Nowadays, the nature of marketing has fundamentally been changed. Before, we used to trust brands for their identity, whereas now, consumer opinions are a big driving force as we are more inclined to look for social proof for validation. These points were backed up by an interesting statistic that over 2.5 billion pieces of UGC are uploaded every day.
For the UGC marketing process, which heavily involves the curation of content, or turning content into something that is actually marketable. One case study that was provided was Hong Kong and how to ‘dress up a destination.’ In order to leverage social media, murals were painted across the city complete with QR codes that had links to various promotions. Therefore, if tourists found a mural, all they had to do was upload a photo and ‘check in’ to the location to receive benefits.
Other examples included the first ‘Instagram travel agency’ in Scotland, which provided travellers with real photos taken from real trips; Norway’s social media account titled ‘Sheep with a View’ that presented photos and videos of attractions taken by cameras strapped to the backs of sheep; Disney’s #ShareYourEars campaign that had users generate content for a good cause; and finally, Obama’s ‘It’s On Us’ campaign to stop sexual assault, where people could personalise logos to be shared on Twitter, Facebook and other platforms.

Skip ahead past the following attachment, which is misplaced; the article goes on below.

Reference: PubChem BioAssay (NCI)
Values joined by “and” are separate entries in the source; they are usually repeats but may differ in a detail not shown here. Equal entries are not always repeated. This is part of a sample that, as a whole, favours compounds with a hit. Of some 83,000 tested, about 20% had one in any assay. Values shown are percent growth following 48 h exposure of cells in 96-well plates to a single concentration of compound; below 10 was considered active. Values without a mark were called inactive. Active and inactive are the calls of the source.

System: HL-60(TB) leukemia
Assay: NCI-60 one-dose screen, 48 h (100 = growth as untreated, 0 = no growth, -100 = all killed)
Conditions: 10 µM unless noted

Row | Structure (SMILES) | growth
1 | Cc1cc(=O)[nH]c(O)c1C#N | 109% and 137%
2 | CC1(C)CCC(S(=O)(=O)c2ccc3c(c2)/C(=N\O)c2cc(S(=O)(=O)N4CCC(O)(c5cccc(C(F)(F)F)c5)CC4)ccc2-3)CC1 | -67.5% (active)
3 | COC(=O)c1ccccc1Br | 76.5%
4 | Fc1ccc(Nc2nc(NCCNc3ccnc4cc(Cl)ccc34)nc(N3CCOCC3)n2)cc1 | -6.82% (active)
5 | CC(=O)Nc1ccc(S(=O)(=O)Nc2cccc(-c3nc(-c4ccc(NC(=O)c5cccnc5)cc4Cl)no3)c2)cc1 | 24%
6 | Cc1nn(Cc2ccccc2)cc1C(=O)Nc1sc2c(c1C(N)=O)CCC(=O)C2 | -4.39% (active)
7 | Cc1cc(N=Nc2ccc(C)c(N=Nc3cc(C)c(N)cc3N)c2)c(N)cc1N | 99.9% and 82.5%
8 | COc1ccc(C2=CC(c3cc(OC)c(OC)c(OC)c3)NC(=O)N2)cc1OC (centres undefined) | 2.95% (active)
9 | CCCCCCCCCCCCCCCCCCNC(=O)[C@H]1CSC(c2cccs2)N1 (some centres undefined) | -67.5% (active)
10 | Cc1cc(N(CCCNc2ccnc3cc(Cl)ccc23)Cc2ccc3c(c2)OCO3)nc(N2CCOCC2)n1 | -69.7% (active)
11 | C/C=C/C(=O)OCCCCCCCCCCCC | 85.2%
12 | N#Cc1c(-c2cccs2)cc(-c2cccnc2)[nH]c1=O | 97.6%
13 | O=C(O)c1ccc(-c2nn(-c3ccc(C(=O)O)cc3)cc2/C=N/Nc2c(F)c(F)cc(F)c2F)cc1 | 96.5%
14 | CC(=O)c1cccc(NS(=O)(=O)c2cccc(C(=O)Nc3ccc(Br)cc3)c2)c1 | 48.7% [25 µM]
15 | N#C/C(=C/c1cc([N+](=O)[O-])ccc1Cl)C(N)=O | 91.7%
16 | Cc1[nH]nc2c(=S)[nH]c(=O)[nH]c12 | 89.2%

In essence, professionals discussed the importance of controlling the narrative by empowering customers and giving them the right tools. However, they also talked about how businesses need to consider that certain platforms are more beneficial for specific goals and audiences. For example, millennials are most invested in UGC, whereas Gen Z and the older demographic are less influenced. Rather, older consumers are still more inclined to believe brand advertising and use traditional means of purchasing.